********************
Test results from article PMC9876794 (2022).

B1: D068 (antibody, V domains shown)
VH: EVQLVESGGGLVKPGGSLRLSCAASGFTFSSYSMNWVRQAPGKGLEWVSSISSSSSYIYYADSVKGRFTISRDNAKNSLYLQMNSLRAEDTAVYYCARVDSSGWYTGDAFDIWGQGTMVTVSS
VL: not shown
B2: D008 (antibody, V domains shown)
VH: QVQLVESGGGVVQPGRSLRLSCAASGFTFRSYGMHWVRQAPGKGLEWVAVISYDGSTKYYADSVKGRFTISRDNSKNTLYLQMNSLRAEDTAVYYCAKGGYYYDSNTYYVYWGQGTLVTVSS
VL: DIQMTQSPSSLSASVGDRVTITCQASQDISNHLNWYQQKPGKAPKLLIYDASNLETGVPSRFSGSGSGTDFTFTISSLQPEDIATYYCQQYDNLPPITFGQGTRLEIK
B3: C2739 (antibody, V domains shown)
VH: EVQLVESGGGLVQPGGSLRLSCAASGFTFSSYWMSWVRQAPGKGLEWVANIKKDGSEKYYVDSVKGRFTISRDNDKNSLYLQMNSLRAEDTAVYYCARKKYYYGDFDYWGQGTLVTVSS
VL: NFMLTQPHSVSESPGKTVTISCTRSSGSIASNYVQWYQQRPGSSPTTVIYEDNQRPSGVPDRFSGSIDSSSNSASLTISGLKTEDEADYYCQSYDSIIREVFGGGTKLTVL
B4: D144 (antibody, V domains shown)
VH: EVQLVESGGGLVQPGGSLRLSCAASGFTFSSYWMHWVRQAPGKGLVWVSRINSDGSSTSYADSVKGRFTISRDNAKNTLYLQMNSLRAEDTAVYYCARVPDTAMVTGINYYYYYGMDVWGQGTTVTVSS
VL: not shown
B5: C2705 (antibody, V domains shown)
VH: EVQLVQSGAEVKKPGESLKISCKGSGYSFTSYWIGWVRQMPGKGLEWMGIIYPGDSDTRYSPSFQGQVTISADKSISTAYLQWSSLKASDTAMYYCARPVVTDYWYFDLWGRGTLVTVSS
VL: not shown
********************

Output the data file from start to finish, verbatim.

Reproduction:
Test results from article PMC9876794 (2022).

B1: D068 (antibody, V domains shown)
VH: EVQLVESGGGLVKPGGSLRLSCAASGFTFSSYSMNWVRQAPGKGLEWVSSISSSSSYIYYADSVKGRFTISRDNAKNSLYLQMNSLRAEDTAVYYCARVDSSGWYTGDAFDIWGQGTMVTVSS
VL: not shown
B2: D008 (antibody, V domains shown)
VH: QVQLVESGGGVVQPGRSLRLSCAASGFTFRSYGMHWVRQAPGKGLEWVAVISYDGSTKYYADSVKGRFTISRDNSKNTLYLQMNSLRAEDTAVYYCAKGGYYYDSNTYYVYWGQGTLVTVSS
VL: DIQMTQSPSSLSASVGDRVTITCQASQDISNHLNWYQQKPGKAPKLLIYDASNLETGVPSRFSGSGSGTDFTFTISSLQPEDIATYYCQQYDNLPPITFGQGTRLEIK
B3: C2739 (antibody, V domains shown)
VH: EVQLVESGGGLVQPGGSLRLSCAASGFTFSSYWMSWVRQAPGKGLEWVANIKKDGSEKYYVDSVKGRFTISRDNDKNSLYLQMNSLRAEDTAVYYCARKKYYYGDFDYWGQGTLVTVSS
VL: NFMLTQPHSVSESPGKTVTISCTRSSGSIASNYVQWYQQRPGSSPTTVIYEDNQRPSGVPDRFSGSIDSSSNSASLTISGLKTEDEADYYCQSYDSIIREVFGGGTKLTVL
B4: D144 (antibody, V domains shown)
VH: EVQLVESGGGLVQPGGSLRLSCAASGFTFSSYWMHWVRQAPGKGLVWVSRINSDGSSTSYADSVKGRFTISRDNAKNTLYLQMNSLRAEDTAVYYCARVPDTAMVTGINYYYYYGMDVWGQGTTVTVSS
VL: not shown
B5: C2705 (antibody, V domains shown)
VH: EVQLVQSGAEVKKPGESLKISCKGSGYSFTSYWIGWVRQMPGKGLEWMGIIYPGDSDTRYSPSFQGQVTISADKSISTAYLQWSSLKASDTAMYYCARPVVTDYWYFDLWGRGTLVTVSS
VL: not shown